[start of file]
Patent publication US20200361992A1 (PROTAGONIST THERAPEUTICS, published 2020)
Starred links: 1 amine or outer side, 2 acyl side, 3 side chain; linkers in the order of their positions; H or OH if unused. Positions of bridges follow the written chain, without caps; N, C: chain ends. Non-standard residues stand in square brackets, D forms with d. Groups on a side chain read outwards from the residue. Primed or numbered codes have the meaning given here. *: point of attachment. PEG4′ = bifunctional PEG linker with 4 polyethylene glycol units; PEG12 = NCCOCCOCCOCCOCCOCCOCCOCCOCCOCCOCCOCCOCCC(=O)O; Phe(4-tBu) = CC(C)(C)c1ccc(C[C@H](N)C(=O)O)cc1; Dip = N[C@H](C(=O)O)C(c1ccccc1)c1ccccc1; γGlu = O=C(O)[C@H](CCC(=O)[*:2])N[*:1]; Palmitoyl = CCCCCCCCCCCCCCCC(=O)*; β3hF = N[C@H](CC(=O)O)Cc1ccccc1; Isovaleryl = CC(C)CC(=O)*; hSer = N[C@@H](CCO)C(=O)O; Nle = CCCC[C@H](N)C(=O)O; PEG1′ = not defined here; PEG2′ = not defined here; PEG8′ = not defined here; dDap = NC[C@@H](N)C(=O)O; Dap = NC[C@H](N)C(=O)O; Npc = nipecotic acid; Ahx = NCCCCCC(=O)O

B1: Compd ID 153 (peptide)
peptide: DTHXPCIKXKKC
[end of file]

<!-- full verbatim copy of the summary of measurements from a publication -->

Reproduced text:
Patent publication US20200361992A1 (PROTAGONIST THERAPEUTICS, published 2020)
Starred links: 1 amine or outer side, 2 acyl side, 3 side chain; linkers in the order of their positions; H or OH if unused. Positions of bridges follow the written chain, without caps; N, C: chain ends. Non-standard residues stand in square brackets, D forms with d. Groups on a side chain read outwards from the residue. Primed or numbered codes have the meaning given here. *: point of attachment. PEG4′ = bifunctional PEG linker with 4 polyethylene glycol units; PEG12 = NCCOCCOCCOCCOCCOCCOCCOCCOCCOCCOCCOCCOCCC(=O)O; Phe(4-tBu) = CC(C)(C)c1ccc(C[C@H](N)C(=O)O)cc1; Dip = N[C@H](C(=O)O)C(c1ccccc1)c1ccccc1; γGlu = O=C(O)[C@H](CCC(=O)[*:2])N[*:1]; Palmitoyl = CCCCCCCCCCCCCCCC(=O)*; β3hF = N[C@H](CC(=O)O)Cc1ccccc1; Isovaleryl = CC(C)CC(=O)*; hSer = N[C@@H](CCO)C(=O)O; Nle = CCCC[C@H](N)C(=O)O; PEG1′ = not defined here; PEG2′ = not defined here; PEG8′ = not defined here; dDap = NC[C@@H](N)C(=O)O; Dap = NC[C@H](N)C(=O)O; Npc = nipecotic acid; Ahx = NCCCCCC(=O)O

B1: Compd ID 153 (peptide)
peptide: DTHXPCIKXKKC